Steven A. Cohen Net Worth
Steven A. Cohen Net Worth is
Steven A. Cohen Bio/Wiki, Net Worth, Married 2018
He could be the creator of SAC Capital Advisers, a Stamford, Connecticut-based hedge fund focusing mainly on equity marketplace strategies. In November 2012, he started to be implicated in a large criminal insider trading scandal.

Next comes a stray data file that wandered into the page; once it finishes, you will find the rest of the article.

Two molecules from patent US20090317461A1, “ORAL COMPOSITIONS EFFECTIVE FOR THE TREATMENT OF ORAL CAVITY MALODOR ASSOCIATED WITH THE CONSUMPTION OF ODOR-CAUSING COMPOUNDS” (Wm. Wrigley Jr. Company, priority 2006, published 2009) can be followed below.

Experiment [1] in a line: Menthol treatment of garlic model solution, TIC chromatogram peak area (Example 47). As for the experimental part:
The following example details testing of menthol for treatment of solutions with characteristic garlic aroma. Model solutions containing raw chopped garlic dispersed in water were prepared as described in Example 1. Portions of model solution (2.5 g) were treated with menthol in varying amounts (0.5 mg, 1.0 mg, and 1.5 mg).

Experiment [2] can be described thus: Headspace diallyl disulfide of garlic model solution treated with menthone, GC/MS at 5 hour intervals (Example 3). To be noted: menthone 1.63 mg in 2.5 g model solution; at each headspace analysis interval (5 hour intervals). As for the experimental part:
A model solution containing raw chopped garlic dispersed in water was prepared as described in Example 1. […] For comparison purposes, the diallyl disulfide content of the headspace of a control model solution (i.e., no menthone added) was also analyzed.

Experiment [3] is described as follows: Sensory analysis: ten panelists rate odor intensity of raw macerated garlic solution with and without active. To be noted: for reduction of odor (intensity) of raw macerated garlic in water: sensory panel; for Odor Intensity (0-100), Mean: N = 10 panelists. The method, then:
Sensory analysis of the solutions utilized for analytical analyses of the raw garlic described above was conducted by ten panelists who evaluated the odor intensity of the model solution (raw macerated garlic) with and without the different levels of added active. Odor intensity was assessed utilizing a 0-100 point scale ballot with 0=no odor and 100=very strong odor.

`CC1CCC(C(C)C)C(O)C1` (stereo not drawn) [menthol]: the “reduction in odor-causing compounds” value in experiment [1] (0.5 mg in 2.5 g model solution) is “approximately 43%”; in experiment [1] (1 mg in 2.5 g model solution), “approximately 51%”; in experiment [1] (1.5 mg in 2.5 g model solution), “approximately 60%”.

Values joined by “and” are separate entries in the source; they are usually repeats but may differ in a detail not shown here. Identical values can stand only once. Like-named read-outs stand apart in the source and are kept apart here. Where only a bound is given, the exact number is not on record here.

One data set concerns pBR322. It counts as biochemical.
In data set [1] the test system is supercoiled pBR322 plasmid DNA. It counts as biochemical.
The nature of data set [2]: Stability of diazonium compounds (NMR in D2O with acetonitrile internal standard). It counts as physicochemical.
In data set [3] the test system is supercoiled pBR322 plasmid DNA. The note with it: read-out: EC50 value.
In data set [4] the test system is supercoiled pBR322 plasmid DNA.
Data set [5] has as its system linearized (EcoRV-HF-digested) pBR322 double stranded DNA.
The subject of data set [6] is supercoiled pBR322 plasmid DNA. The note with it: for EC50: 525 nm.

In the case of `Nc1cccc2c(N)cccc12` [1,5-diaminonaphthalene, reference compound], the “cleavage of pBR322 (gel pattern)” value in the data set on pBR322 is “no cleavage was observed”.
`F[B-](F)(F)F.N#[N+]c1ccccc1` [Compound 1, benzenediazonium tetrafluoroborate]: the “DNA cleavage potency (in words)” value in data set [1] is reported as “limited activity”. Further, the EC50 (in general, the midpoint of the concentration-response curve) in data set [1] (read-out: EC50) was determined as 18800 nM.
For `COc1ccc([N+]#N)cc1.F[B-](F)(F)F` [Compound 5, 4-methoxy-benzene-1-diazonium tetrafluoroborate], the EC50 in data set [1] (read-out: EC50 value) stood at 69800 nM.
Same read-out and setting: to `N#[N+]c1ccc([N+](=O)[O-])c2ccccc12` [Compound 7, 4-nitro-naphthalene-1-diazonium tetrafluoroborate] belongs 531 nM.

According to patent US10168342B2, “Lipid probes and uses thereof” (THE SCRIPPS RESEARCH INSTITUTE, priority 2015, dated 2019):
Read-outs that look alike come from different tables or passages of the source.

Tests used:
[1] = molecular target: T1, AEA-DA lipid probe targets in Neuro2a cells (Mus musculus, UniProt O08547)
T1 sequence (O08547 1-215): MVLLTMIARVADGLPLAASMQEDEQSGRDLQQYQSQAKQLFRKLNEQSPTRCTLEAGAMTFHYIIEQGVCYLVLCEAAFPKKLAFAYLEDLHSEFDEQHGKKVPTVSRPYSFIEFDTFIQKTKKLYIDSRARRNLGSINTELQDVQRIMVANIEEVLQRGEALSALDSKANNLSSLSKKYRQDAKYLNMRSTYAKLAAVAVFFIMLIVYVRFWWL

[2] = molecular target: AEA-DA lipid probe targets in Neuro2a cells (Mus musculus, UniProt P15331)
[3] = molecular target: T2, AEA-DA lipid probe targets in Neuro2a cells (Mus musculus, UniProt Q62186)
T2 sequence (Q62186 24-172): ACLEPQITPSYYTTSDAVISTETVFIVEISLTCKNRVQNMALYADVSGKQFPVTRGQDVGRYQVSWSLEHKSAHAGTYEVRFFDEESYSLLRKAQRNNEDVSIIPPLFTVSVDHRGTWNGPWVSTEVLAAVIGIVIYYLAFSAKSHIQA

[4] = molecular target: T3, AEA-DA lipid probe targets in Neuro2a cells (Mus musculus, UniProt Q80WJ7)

Forbes Magazine estimates Cohen’s bundle at $8.3 billion in September 2011, rating him the 35th wealthiest guy in the United States. In 1998, the Cohen family bought a 35,000 square feet (3,300 m2) house on 14 acres (57,000 m2) in Greenwich, Connecticut. His 2005 settlement was apparently $1 billion, significantly higher than his 2004 damages ($450 million), 2001 settlement ($428 million), and 2003 damages ($350 million). Additionally, Cohen owns 7% of search engine Baidu and possesses 5% of SSD design company OCZ Technology. In February 2013 Forbes recorded Cohen as among the 40 Greatest-Earning hedge fund managers. In December 2013, Cohen’s New York penthouse in the highly enviable Bloomberg Tower was recorded for sale for 98 million dollars. On November 20, 2012, in line with The Wall Street Journal, Cohen was implicated within an alleged insider trading scandal involving an ex-SAC supervisor, Mathew Martoma. Cohen wasn’t directly identified within an indictment released in The Big Apple, but was referred to as “Portfolio Manager A” “according to individuals familiar with the issue.” Reuters reported that Cohen “personally signed off on” the trades which are being investigated, but that “specialists said prosecutors lack evidence that Cohen understood the trades … were based on inside information”. A SAC spokesman after said that “Mr. Cohen and SAC are assured that they’ve acted appropriately and will continue to work with the government’s inquiry,” according to The Wall Street Journal. Five former SAC workers are implicated in insider trading deals by prosecutors and three have admitted. Another three former SAC dealers are charged with illegal trading as soon as they left SAC and two have pleaded guilty. SAC’s culture was described as “high-stress, pressure-packed… (and) callous”. The company relentlessly digs “for information about publicly traded firms to form a ‘mosaic,’ constructing an entire image of the organization ‘s prospects that gives the company an advantage over other investors.”